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Thursday, April 14, 2005

Nigeria- great for big corporations

Apart from the total inability of the Nigerian government to stop the old "help me get this money out of the country" scam, they are also unable to get out of bed with the various oil companies turning their country into a wasteland- economic, environmental and human rights.

Australian (ABC) reporter Eric Campbell and his cameraman have been arrested:
Campbell said they approached armed police officers guarding bulldozers that were destroying mud brick and corrugated iron shacks housing more than 5,000 people near the Agip Waterside neighbourhood, and asked if they could film.

Instead they were arrested, Campbell said.
Eric Campbell is an extremely well respected reporter who has been through every reporters nightmare- the death of one of their team:

ERIC CAMPBELL: Earlier today we got word that an Ansar Islam base to some fundamentalists in Kurdistan had come under attack from US warplanes last night, and had been overrun by Kurds. So all the journalists here basically headed down on mass to this base. It seemed fairly quiet and Paul and I went up into the captured base to do some filming. There were some remnants of Ansar about a kilometre away beyond the checkpoint, and at one stage we heard some machine gunfire, so we ducked down behind the trench and then later we're told that it had just been some Kurds firing, firing bullets in victory.

Then we finished filming and went down and we were just packing up the car and about to go and Paul was getting one last shot of [pause] getting one last shot of some Peshnigas [phonetic] who were running towards the base and he walked about 15 metres in front of me to get this shot and a taxi just screamed up beside him and exploded, and we were thrown back and Paul was dead, andÂ…
Back to dear old Nigeria:
The Movement for the Survival of Ogoni People has criticised the month-long demolitions ordered by the state government, saying they unduly target shanty towns inhabited by the Ogoni ethnic minority.
The Ogoni minority in Nigeria have been and the blunt (or pointy) end of Nigerian domestic policy for many years. Sometimes the government has really done a number on them:
The movement was founded by activist-writer Ken Saro-Wiwa, who was executed along with eight others by Nigeria's former military government in 1995.
It's my feeling that this execution (which caused me to stop using Shell products for a while- my hypocrisy has boundaries) to a degree kicked off the modern Corporation Hate we so often see. While I don't personally think that Nike or McDonalds are exactly public enemy number one- Shell's behaviour at the time was appaling (rather by omission rather than act). And it's not just in Nigeria: [from: http://www.shell.com/home/royal-en/html/iwgen/tellshell/thread12/Thread.htm ]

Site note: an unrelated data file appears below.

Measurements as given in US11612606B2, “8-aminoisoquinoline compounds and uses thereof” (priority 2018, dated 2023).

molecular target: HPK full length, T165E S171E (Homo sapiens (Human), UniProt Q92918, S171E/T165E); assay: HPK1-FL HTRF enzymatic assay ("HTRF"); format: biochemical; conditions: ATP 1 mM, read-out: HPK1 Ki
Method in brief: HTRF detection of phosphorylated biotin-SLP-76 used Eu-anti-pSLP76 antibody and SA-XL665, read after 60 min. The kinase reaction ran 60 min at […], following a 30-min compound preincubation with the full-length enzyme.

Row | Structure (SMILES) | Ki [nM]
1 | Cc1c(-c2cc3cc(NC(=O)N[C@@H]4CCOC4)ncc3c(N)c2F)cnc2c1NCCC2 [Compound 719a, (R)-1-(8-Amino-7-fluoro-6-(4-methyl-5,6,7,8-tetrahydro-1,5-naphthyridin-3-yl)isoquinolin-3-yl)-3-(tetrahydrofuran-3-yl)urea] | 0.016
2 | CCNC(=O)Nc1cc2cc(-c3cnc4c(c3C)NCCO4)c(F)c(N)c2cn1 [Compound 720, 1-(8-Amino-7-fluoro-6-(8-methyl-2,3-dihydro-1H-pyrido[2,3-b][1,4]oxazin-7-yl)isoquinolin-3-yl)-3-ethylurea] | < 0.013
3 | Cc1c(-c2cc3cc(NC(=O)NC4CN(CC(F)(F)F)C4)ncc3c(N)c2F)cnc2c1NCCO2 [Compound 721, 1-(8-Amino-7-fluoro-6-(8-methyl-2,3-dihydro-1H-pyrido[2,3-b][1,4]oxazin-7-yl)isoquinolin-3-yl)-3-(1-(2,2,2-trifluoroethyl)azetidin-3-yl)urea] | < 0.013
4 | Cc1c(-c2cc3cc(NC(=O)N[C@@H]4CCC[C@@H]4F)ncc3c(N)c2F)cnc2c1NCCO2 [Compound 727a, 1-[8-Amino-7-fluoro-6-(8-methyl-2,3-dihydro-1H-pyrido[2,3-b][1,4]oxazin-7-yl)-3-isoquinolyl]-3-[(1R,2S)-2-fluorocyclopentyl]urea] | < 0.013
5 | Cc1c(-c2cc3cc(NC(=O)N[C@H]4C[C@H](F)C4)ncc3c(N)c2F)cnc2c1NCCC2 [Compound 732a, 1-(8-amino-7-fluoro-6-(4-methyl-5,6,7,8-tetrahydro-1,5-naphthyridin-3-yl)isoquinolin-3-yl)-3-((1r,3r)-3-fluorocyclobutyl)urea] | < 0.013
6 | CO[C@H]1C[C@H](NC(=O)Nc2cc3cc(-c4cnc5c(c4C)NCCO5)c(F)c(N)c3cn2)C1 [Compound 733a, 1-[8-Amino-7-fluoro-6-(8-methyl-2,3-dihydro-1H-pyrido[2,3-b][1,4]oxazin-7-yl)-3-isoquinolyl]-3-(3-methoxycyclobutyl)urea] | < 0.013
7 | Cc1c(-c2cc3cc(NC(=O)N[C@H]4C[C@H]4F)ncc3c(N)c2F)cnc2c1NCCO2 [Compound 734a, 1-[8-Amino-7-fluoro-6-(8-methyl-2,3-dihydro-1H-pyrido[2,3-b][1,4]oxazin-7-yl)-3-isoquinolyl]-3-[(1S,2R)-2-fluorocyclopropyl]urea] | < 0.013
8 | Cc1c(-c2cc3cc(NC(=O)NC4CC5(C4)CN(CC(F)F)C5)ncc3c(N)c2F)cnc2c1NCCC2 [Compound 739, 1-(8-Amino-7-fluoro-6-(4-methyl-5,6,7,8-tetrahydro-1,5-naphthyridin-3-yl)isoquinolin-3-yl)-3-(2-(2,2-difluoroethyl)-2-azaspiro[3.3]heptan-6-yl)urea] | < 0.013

I am joining the growing chorus of civil rights, human rights, and environmental organizations that will continue to support the Diamond citizens' struggle for freedom. Your corporation is fast becoming the poster child for environmental justice, recalling the status of Shell as an international human rights pariah for its actions in Nigeria. Shell's disregard for the Diamond community adds another shameful chapter to the history of this corporation, following on the heels of Shell's destruction of Nigeria's Ogoni community and the corporation's complicity in the murder of Ken Saro Wiwa.

The last word should go to someone else:
We all stand before history. I am a man of peace, of ideas. Appalled by the denigrating poverty of my people who live on a richly endowed land, distressed by their political marginilization and economic strangulation, angered by the devestation of their land, their ultimate heritage, anxious to preserve their right to life and to a decent living, and determined to usher to this country as a whole a fair and just democratic system which protects everyone and every ethnic group and gives us all a valid claim to human civilization, I have devoted my intellectual and material resources, my very life, to a cause in which I have total belief and from which I cannot be blackmailed or intimidated. I have no doubt at all about the ultimate success of my cause, no matter the trials and tribulations which I and those who believe with me may encounter on our journey. Nor imprisonment nor death can stop our ultimate victory.

I repeat that we all stand before history. I and my colleagues are not the only ones on trial.

Shell is here on trial and it is as well that it is represented by counsel said to be holding a watching brief. The Company has, indeed, ducked this particular trial, but its day will surely come and the lessons learnt here may prove useful to it for there is no doubt in my mind that the ecological war that the Company has waged in the Delta will be called to question sooner than later and the crimes of that war be duly punished. The crime of the Company's dirty wars against the Ogoni people will also be punished.
- Ken Saro-Wiwa, addressing the court after his death sentence.


Greenpeace's Website about Ken Saro-Wiwa
Shell's webpage about Nigeria
Death of ABC cameraman in northern Iraq
Do a Google serarch and learn about what happened to Ken Saro-Wiwa
The Age- Nigerian police arrest Aust reporters
posted by thr at 9:37 am

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